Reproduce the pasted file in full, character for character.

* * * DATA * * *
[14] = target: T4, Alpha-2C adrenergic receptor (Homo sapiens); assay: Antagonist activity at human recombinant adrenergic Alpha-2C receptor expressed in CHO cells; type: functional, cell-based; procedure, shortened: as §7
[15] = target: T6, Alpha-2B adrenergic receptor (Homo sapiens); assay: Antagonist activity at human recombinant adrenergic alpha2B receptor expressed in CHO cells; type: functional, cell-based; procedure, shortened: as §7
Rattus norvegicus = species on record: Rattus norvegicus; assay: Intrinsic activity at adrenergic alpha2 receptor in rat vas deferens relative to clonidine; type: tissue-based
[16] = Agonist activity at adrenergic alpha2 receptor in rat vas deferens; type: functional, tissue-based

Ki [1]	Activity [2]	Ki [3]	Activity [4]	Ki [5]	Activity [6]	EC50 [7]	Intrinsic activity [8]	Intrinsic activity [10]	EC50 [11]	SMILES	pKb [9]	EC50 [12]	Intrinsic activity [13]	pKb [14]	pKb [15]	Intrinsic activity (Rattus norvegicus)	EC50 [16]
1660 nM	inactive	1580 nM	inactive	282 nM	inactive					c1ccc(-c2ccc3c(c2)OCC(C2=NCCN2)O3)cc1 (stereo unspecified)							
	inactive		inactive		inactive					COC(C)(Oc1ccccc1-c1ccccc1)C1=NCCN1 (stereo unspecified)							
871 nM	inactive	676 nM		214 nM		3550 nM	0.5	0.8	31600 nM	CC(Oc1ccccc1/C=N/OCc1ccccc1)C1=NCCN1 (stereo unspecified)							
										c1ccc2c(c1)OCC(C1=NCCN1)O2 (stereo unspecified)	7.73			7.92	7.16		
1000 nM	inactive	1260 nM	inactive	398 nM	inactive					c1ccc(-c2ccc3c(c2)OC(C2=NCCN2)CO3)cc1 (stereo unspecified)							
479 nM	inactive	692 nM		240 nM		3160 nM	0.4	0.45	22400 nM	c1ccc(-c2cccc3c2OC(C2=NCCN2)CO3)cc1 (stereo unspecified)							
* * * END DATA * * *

[14] = target: T4, Alpha-2C adrenergic receptor (Homo sapiens); assay: Antagonist activity at human recombinant adrenergic Alpha-2C receptor expressed in CHO cells; type: functional, cell-based; procedure, shortened: as §7
[15] = target: T6, Alpha-2B adrenergic receptor (Homo sapiens); assay: Antagonist activity at human recombinant adrenergic alpha2B receptor expressed in CHO cells; type: functional, cell-based; procedure, shortened: as §7
Rattus norvegicus = species on record: Rattus norvegicus; assay: Intrinsic activity at adrenergic alpha2 receptor in rat vas deferens relative to clonidine; type: tissue-based
[16] = Agonist activity at adrenergic alpha2 receptor in rat vas deferens; type: functional, tissue-based

Ki [1]	Activity [2]	Ki [3]	Activity [4]	Ki [5]	Activity [6]	EC50 [7]	Intrinsic activity [8]	Intrinsic activity [10]	EC50 [11]	SMILES	pKb [9]	EC50 [12]	Intrinsic activity [13]	pKb [14]	pKb [15]	Intrinsic activity (Rattus norvegicus)	EC50 [16]
1660 nM	inactive	1580 nM	inactive	282 nM	inactive					c1ccc(-c2ccc3c(c2)OCC(C2=NCCN2)O3)cc1 (stereo unspecified)							
	inactive		inactive		inactive					COC(C)(Oc1ccccc1-c1ccccc1)C1=NCCN1 (stereo unspecified)							
871 nM	inactive	676 nM		214 nM		3550 nM	0.5	0.8	31600 nM	CC(Oc1ccccc1/C=N/OCc1ccccc1)C1=NCCN1 (stereo unspecified)							
										c1ccc2c(c1)OCC(C1=NCCN1)O2 (stereo unspecified)	7.73			7.92	7.16		
1000 nM	inactive	1260 nM	inactive	398 nM	inactive					c1ccc(-c2ccc3c(c2)OC(C2=NCCN2)CO3)cc1 (stereo unspecified)							
479 nM	inactive	692 nM		240 nM		3160 nM	0.4	0.45	22400 nM	c1ccc(-c2cccc3c2OC(C2=NCCN2)CO3)cc1 (stereo unspecified)							